Gambling is a hot topic all across the globe, and Hawaii is no exception. Besides sandy beaches, tropical nature, breathtaking views, and huge waves for the surfing crowd, the small tropical state could offer gambling entertainment from 2026. Or at least many hope so. At the moment, gambling is not legal in Hawaii, but during the Senate Committee on Hawaiian Affairs hearing, the majority of time was spent discussing the Department of Hawaiian Home Lands (DHHL) and their role as the authority that will legalize gambling (or not) by 2026. It seems that DHHL has a difficult task ahead of them!
Considering the five-year deadline, a lot can happen, and there are no guarantees this popular pastime will be legalized in the end, even though it is obvious that the revenue from it would be welcome in every way. The legalization of gambling has been pushed through an amendment to the SB 1312, Senate Bill dedicated to sustainable workforce programs and sustainable tourism through new taxation rates, that faced more than a few opposing voices. Despite the opposition, Committee chair William J Aila Jr welcomed the new regulatory body and encouraged it to determine whether or not Hawaii is ready for taking a bite out of the gaming cake.
Now, our readers who are already familiar with the gaming regulatory framework might wonder what a department of homelands has to do with gambling. After all, most EU countries regulate gambling through specialized agencies, ministries, and commissions, such as the MGA and UKGC. Well, the Hawaiian Senate plans to use all the gambling revenue to develop homestead lots for native Americans, something that 28,000 of them have been waiting decades for. The Senate believes this financial injection might finally help push things forward, especially as the entire project comes at a high price of $6 trillion and there is no end in sight for the new challenges the COVID-19 crisis imposed on already tight budgets.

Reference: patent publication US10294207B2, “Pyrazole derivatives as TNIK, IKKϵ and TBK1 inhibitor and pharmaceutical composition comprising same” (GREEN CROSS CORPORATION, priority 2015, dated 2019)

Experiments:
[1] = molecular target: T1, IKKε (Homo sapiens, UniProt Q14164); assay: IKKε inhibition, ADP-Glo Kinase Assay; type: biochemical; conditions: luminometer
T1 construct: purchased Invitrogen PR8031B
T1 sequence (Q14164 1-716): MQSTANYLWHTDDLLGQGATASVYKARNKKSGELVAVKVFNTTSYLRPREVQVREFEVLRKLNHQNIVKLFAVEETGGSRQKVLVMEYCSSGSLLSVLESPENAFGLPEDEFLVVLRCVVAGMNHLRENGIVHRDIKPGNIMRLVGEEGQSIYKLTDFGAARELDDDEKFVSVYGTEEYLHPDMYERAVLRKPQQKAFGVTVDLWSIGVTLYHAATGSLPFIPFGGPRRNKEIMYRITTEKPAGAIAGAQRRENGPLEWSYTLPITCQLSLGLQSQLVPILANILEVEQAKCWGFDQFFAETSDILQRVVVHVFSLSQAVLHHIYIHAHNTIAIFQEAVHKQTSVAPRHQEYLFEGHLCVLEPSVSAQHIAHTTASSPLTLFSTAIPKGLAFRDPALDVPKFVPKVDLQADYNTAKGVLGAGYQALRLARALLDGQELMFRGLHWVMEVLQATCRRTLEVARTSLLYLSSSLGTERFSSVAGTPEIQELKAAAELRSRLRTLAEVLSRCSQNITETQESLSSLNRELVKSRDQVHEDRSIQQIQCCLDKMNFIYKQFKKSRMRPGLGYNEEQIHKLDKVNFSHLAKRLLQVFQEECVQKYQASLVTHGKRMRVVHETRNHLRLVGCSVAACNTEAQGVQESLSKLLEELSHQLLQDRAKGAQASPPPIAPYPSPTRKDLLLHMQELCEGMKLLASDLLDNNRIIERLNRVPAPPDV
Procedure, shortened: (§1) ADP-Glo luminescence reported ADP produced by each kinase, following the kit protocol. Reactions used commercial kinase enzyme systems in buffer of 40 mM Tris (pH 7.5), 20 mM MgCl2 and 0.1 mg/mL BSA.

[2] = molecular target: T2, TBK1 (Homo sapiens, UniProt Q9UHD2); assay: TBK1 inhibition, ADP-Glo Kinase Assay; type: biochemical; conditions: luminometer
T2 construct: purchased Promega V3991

At current rates, the average indigenous American living in Hawaii would have to wait 100 years to get a promised lease, and an additional source of money would definitely increase the overall progress of the project. It is predicted that DHHL won’t focus on completely de-legalizing gambling, but rather limit it to resorts and hotels. This is not an uncommon type of regulation; we have already seen it in India, where gambling is limited to luxurious hotels and boat casinos, or Japan, where they will probably allow gambling to tourists and foreigners.
Before they succeed in their honorable plan, the DHHL will have to face more than a few challenges, one of them being finding the land where gaming services will be offered. Just like many other islands, Hawaii is facing an incredible shortage of construction land and they will have to either build on native land or public land, which will need a great majority to get the much wanted green light. “One alternative is the development of an integrated resort that includes limited casino gaming on Hawaiian home lands designated for commercial use on the island of Oahu”, reads the amendment.
The expansion of the gaming industry will be possible only with 2⁄3 of all votes, which will be difficult to achieve considering Hawaii is already struggling with massive tourism that is starting to cause a problem to non-indigenous citizens as well. Supporters of the initiative claim a resort of this kind could generate about $30 million, and 2,000 to 7,000 new jobs.